Abram B. Brant
On June 25, 1876 there stood a young man who was 5’5 7/8” with hazel eyes, light hair, and a fair complexion holding onto a bucket full of water near the Little Bighorn River in Montana. Bullets were buzzing around him as he bravely navigated his way to the injured so they could obtain the care they so desperately needed. Private Abram B. Brant was just one of fourteen soldiers who received a Medal of Honor for his efforts to help the wounded during the Battle of the Little Bighorn. His citation states that he “brought water for the wounded under a most galling fire.”
Brant was born in the late 1840s; his tombstone is marked 1849, but many historians speculate he was actually born a year or two earlier and that the 1849 comes based from his age given upon enlistment, which is generally an unreliable source. It is also speculated that Abram Brant came from a wealthy family; his sister Mary graduated from the Dutch Reformed School in New York in the same class as Cornelius Vanderbilt II, who himself came from a well-to-do background. Brant was the youngest of five children born to John C. Brant and Mary H. Brant in New York where his father was a successful stone mason from New Jersey. John C. Brant is said to have been one of the first investors of the New York Tribune, which was established in 1841 by his good friend Horace Greeley.
At age 22, Abram B. Brant was a civil engineer recorded as living at the Temperance House in Sparta Township, Sussex County, New Jersey. It is unclear where he went after this, but on September 27, 1875, Brant enlisted in the military in St. Louis, Missouri, with the help of Lieutenant William Thompson. He was assigned to Company D, 7th Cavalry and was shipped off to fight in the Indian Wars.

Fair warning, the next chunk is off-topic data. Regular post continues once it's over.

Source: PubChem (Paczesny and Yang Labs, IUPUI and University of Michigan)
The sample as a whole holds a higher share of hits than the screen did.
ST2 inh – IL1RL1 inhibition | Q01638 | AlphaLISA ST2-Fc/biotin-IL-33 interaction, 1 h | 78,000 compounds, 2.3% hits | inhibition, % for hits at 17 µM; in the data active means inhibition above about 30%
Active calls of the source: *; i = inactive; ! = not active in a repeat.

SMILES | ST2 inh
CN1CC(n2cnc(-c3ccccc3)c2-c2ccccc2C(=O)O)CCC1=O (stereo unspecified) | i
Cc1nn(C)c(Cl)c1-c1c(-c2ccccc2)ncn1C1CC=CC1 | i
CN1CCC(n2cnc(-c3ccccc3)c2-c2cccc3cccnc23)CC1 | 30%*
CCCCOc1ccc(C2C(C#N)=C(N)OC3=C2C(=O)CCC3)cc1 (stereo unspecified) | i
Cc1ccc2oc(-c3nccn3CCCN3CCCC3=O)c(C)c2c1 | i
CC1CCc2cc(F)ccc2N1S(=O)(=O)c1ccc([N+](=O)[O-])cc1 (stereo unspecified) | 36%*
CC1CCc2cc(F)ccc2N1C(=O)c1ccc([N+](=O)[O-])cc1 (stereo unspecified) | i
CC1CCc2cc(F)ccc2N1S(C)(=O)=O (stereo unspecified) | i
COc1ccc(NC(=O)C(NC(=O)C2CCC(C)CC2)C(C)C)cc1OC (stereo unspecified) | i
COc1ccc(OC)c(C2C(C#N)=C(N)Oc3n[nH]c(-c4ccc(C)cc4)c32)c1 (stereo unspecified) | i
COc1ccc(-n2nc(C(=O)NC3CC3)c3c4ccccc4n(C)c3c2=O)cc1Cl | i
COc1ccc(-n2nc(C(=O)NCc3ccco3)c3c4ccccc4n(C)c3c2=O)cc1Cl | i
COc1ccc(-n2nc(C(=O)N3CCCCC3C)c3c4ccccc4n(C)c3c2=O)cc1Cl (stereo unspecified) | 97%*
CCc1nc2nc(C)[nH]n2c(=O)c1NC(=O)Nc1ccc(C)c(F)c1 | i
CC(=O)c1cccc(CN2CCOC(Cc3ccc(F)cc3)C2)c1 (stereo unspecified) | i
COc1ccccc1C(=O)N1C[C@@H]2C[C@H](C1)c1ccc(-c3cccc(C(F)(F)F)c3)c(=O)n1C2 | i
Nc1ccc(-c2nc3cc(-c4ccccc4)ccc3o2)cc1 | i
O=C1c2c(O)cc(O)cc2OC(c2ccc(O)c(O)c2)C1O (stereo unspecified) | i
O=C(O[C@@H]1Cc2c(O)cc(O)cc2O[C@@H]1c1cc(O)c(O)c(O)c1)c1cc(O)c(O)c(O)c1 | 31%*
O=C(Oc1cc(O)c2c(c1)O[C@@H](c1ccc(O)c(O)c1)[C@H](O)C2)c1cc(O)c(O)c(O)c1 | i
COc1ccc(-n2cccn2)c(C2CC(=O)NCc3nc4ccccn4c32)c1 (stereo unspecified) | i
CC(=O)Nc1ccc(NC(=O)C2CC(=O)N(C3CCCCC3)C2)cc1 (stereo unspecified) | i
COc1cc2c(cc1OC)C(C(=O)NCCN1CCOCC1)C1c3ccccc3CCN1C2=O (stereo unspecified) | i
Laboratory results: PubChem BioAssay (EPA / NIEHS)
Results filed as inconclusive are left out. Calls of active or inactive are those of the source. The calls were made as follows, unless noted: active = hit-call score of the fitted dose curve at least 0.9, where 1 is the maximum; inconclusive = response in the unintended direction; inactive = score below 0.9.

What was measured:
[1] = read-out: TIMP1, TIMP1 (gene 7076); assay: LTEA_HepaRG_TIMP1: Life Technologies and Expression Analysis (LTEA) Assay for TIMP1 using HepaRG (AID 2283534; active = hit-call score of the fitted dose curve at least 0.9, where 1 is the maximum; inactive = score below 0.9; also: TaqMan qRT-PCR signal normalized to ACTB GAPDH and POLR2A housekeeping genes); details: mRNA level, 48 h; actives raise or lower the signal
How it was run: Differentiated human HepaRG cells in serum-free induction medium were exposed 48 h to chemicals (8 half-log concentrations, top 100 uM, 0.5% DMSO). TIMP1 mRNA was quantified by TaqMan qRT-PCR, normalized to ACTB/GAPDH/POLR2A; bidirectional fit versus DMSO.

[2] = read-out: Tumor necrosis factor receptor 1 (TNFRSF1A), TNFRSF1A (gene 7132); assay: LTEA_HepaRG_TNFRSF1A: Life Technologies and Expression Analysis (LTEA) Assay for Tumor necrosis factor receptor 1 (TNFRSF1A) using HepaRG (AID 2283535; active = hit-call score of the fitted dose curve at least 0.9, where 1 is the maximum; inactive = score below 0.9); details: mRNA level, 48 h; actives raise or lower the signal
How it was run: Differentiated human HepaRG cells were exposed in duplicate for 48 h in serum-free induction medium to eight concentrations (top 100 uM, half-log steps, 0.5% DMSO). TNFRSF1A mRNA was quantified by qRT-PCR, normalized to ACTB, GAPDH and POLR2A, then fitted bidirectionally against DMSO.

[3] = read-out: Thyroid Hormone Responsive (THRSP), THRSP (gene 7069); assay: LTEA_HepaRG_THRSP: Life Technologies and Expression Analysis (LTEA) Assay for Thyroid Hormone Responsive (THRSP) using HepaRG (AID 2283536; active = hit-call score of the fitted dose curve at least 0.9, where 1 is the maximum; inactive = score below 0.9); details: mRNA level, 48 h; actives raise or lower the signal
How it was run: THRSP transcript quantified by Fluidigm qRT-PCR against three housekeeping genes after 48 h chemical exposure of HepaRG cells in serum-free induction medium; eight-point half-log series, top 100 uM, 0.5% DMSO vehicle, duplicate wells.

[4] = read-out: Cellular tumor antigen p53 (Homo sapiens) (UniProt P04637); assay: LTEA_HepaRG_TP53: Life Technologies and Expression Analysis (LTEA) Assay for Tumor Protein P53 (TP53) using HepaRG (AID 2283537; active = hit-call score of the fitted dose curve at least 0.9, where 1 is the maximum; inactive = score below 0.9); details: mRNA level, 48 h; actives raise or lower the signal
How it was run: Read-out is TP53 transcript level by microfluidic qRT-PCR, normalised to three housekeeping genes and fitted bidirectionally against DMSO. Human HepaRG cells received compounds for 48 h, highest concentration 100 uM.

After having his run at the Battle of the Little Bighorn, Brant’s name does not appear in any military records until his death on October 4, 1878, which was the night before he was set to receive his Medal of Honor. A newspaper article from the Daily Deadwood Pioneer-Times gives all the details of the terrible event:
A fatal accident occurred yesterday at 2 a.m. at Camp Sturgis, by which Abraham Brant, a Private of Company D, Seventh Cavalry, lost his life. Brant, along with several other soldiers, was until a late hour in the night attendance at Lola’s Variety Show, enjoying themselves. After a while one of the party proposed a game of cards, which was assented to and they repaired to Brant’s tent, where they all engaged in the game. After playing for some time the game broke up in a row, when someone proposed a fight. Brant, who was not a party to the game, but who had been drinking heavily remarked that he would give him all the fight he wanted, and quickly getting a revolver made an effort to use it. Here the first sergeant interfered and attempted to quell the disturbance, in doing which the revolver, that was in Brant’s hand, exploded, the ball striking him in the stomach just below the naval, causing death in a few minutes.
Brant was a well-liked man and served as Company Clerk at Camp Sturgis until his death.14 He was buried at the Fort Meade Post Cemetery in an unmarked grave, but a memorial gravestone has been set up in the area he is thought to be resting.
Written by Katie Haigh